I think if I take that, and that book was written in 1985, if you look at Jeff Bezos’ two pizza teams, I think it’s just an extension of that.
You basically break your teams into groups that are not too big because then what’s the point, but not too small. They can do the work or the job all by themselves and they look at the, let’s say the CEO or the manager as the person that basically tells them, where they need to be, what is expected and what is the end game.
So I love that book, and by the way, it’s a full series of books and there’s a game that develops into going into space and traveling between planets, etc. There is a parallel book series to that called Ender’s Shadow, which starts from almost the same place of Ender’s Game, but from a different character. In Ender’s Game, it’s from Andrew Wiggins’ point of view and then one of his squad, called Bean. Then Ender’s Shadow is from Bean’s point of view. Also great. I highly recommend those books, but be careful, you become addicted to them. Maybe start reading them on the weekend, so that you’ve got at least two days in which you won’t need to get up early for work!
Okay. I will take this into consideration! At the beginning, I thought that you were mentioning a SciFi book; nothing to do with what we do at work… you know, but at the end, you connected it nicely.
The writer I think just, I don’t know if by accident or not but he learned it from somewhere else, that’s how I looked at it, and when the two pizza phrase came up in the industry, I automatically thought, it’s Ender’s game but with eight people, not four.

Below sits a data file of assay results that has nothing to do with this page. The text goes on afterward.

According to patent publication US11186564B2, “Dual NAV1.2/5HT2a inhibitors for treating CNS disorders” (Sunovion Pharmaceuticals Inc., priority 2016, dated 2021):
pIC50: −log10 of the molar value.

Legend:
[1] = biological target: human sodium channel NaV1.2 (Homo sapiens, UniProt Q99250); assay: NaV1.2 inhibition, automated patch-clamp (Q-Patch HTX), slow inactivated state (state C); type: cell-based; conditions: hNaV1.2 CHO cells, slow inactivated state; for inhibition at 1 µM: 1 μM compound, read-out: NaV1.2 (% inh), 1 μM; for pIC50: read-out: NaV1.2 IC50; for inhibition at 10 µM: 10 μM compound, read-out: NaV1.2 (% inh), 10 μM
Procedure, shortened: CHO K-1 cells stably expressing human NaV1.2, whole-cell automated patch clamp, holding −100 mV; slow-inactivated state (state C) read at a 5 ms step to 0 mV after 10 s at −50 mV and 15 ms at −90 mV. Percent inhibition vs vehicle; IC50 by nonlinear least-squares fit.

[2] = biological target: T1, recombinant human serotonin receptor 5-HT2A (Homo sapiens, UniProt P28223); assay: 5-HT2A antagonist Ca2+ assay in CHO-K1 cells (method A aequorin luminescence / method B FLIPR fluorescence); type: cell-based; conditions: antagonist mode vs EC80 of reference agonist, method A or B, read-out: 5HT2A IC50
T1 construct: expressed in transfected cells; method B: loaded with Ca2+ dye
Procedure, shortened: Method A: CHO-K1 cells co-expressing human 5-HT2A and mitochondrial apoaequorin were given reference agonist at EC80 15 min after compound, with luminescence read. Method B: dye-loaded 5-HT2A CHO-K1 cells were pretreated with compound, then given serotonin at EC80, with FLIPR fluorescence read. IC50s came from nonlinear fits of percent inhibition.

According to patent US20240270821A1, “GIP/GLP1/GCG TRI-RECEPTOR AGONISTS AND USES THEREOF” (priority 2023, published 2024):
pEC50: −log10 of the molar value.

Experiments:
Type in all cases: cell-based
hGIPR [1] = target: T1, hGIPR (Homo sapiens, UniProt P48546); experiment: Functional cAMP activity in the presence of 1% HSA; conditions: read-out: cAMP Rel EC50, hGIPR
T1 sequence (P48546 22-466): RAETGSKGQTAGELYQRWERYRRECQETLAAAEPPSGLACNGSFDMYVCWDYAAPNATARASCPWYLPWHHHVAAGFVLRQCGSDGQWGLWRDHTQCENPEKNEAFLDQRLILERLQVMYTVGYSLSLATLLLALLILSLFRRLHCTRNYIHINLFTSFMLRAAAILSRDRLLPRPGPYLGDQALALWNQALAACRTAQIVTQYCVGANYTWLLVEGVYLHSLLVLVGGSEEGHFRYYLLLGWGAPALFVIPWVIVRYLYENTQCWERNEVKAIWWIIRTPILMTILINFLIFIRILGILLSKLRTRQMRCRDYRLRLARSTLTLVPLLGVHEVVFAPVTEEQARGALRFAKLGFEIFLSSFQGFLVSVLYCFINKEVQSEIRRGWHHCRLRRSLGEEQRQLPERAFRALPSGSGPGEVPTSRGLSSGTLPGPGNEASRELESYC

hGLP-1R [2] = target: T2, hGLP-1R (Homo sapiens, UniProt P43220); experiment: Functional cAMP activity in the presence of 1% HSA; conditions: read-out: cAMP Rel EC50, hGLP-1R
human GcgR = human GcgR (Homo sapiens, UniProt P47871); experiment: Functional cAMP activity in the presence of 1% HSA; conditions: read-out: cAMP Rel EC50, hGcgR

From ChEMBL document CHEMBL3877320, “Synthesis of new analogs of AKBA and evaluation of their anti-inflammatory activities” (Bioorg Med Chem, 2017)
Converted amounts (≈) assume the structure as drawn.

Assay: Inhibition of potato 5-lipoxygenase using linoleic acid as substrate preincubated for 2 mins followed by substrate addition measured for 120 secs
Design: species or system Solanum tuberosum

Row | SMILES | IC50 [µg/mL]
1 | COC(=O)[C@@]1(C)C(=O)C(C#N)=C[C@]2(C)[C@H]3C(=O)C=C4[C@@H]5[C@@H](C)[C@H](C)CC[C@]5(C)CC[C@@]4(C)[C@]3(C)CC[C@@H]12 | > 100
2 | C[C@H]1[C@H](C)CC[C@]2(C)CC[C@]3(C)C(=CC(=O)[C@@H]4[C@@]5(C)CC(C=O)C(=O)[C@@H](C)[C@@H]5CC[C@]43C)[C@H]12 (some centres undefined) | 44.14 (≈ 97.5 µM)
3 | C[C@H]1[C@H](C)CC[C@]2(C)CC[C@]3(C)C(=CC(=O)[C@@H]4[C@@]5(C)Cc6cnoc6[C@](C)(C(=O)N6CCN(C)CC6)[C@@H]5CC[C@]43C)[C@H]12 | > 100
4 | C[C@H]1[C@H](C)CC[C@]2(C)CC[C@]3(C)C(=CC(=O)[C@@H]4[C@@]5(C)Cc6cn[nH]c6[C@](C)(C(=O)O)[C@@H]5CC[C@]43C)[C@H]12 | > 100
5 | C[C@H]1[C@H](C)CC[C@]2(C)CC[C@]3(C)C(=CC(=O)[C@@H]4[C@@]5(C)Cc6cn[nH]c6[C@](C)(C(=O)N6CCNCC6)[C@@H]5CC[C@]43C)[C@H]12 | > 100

Cool. Excellent. Refael, I had a great time talking with you. Thank you so much for your time. The last thing I want to ask you is if you have anything you want to suggest to our listeners to access or try. Any invitation you would like to make?
So I urge all of you, if you ever wanted to kind of know how to do testing with JMeter or become a performance tester, to visit BlazeMeter University. It’s free.
There are learning paths to become a performance engineer which will guide you through how to be a JMeter pro, and then what it means to be performance engineers, how to conduct testing best practices.
It’s all based on JMeter, Selenium and the BlazeMeter free account. So with all those three, you can just do that. And if you need more into that, you have Abstracta Academy. I think those two together are completing each other.
Other than that, just, you know, stay safe! Stay healthy! In these crazy times, we learn so much about ourselves.
So that’s the state of mind, and we’re all doing our best and learning to do that.
Very challenging times, but I think we can do it. Thank you. Thank you so much again. Refael and talk to you soon!
Thank you, Federico. Bye.
Did you enjoy this episode of Quality Sense? Check out other Abstracta podcast blog posts or check out the show on Soundcloud!
Recommended for You
Quality Sense Podcast: Rob Sabourin – Testing Under Pressure (Part One)
Shift-Left Testing in the Enterprise and the Case for Open Source
Quality Sense Podcast: Bas Dijkstra – False Positives and Negatives in Test Automation
In this Quality Sense episode, Fede has a chat with Bas Dijkstra, a software test automation expert, consultant, and trainer from the Netherlands with over 14 years of experience in the field. Recently, Bas triggered an interesting conversation on Linkedin about software testers getting involved…
Quality Sense Podcast: Lisa Crispin – Software Observability
The who, what, why, and how of observability for teams building software In this Quality Sense episode, host, Federico Toledo, sits down for a virtual chat with Lisa Crispin. She’s recently assumed the role of Quality Owner at the low-code development platform, OutSystems, which is…